Underage drinking and binge drinking rates are taking a plunge in the U.S. according to the Substance Abuse and Mental Health Services Administration.
The report issued by the SAMHSA is looking at rates from the period between 2002 and 2013. Underage drinking measured in the age group from 12 to 20 years decreased by 6.1 percent from a high 28.8 percent to 22.7 percent in the last recorded year.
Binge drinking also took a plunge of 5.1 percent, with 19.3 percent of underage drinkers reporting an intake of five or above drinks in one sitting in 2002 to only 14.2 percent reporting the same consumption rate in 2013.
It seems the newer generations have grown increasingly responsible. Underage drinking is not the only type of substance abuse that decreased significantly in the reported period. Cigarette smoking, drug abuse, marijuana smoking are also in a declining trend.
Perhaps awe causing for some who tend to portray young generations as problematic, this new report is warmly welcomed to prove the contrary. Admittedly, it also raises questions as to the factors that influence this decline in all substance abuse forms, as well as perilous behavior. Sexual activity is not a priority for teens anymore, nor do they get in physical fights as much as they used to.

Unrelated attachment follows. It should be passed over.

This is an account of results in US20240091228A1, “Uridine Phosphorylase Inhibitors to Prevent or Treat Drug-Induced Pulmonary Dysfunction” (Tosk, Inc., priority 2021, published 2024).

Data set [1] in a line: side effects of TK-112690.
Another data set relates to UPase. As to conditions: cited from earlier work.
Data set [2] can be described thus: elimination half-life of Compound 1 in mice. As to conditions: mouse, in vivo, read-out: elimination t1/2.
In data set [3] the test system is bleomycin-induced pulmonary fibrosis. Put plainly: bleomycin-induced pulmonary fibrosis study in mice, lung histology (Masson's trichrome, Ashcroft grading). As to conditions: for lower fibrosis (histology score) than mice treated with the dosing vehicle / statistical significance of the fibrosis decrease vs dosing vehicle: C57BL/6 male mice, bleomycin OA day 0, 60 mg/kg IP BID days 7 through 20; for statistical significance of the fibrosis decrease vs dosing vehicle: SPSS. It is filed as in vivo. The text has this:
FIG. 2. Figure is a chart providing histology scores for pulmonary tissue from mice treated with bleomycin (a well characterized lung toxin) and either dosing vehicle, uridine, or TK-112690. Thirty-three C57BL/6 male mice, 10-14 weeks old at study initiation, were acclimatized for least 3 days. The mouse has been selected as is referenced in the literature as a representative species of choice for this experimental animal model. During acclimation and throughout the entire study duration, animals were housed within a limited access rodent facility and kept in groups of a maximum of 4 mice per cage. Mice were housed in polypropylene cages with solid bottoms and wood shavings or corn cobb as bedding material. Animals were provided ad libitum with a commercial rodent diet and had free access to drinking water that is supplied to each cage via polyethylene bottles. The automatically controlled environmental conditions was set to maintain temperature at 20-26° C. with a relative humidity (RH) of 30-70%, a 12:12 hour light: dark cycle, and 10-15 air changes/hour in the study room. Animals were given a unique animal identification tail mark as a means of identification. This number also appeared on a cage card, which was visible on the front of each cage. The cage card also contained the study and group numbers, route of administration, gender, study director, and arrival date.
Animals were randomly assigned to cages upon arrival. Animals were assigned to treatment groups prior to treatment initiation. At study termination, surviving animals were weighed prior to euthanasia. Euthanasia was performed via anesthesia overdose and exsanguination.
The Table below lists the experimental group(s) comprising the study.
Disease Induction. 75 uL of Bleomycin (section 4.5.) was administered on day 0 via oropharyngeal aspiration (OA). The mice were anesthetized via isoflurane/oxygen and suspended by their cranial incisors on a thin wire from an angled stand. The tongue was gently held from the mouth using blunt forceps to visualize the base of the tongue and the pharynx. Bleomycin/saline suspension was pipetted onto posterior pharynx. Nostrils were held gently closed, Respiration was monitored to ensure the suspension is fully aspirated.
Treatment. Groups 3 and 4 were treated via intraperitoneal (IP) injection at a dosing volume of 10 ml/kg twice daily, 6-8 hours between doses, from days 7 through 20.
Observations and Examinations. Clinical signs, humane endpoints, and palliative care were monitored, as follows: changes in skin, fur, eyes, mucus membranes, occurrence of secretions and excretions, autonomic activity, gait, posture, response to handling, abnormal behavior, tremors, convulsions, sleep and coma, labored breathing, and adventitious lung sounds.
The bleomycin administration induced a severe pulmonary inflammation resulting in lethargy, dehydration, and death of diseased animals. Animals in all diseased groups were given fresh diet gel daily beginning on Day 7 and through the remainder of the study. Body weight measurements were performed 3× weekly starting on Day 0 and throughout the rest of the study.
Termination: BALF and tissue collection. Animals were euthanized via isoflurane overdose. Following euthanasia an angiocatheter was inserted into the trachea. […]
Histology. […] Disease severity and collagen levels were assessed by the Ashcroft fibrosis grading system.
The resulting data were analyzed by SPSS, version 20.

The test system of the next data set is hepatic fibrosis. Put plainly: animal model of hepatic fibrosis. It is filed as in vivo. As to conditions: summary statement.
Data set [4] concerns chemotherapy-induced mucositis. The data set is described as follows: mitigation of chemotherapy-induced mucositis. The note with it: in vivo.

Doctor John Santelli of the Society for Adolescent Health and Medicine commented on the report:
“There is a lot more media hype around the kids who are raising hell. There are a lot of kids who are pretty responsible.”
How did this come to happen? One hypothesis is that due to unlimited access to information and exposure to popular shows that are undertaking these problematic themes, teens tend to be more realistic about the dangers they could be exposing themselves to.
Jennifer Powell Lunder, child psychologist explains the declining trend in underage drinking or binge drinking:
“With the Internet and information out there, I think that kids can really see anything they want to see. Back in the day, you’d go out drinking or doing whatever you were doing and part of the excitement was the shock value. But that doesn’t even exist anymore.”
Alongside this hypothesis, there is that of the most tried generation that prepares today’s children and teenagers for a more rigid approach to life. ‘Necessary pragmatism’ as Lola Okolosie, English teacher at a secondary school named it, is understood by today’s children and teenagers as the need to perform highly in order to prepare for the competitive future.
This might bring about other issues, yet it is working in taking the young generation’s mind off substance abuse, prevailing over underage drinking and binge drinking.
Other facts that might be factored in the declining percentage of underage drinkers and binge drinkers are awareness programs and increased coverage of cases showing the effects of drunk driving, alcohol poisoning or sexual abuse due to drunkenness.
At the same time, simple measures such as the establishment of high prices and taxes for alcohol, combined with a rigorous enforcement of legal U.S. drinking age had a crucial impact on how accessible alcohol is for the age group in the SAMHSA study.
While all these factors combined led to a drop in underage drinking and binge drinking, the director of SAMHSA, Frances M. Harding drew attention that 8.7 million underage drinkers, as well as 5.4 million underage binge drinkers are still at risk.
At the same time, alcohol tops the list of substance abuse for underage users, followed by tobacco and illegal drugs.
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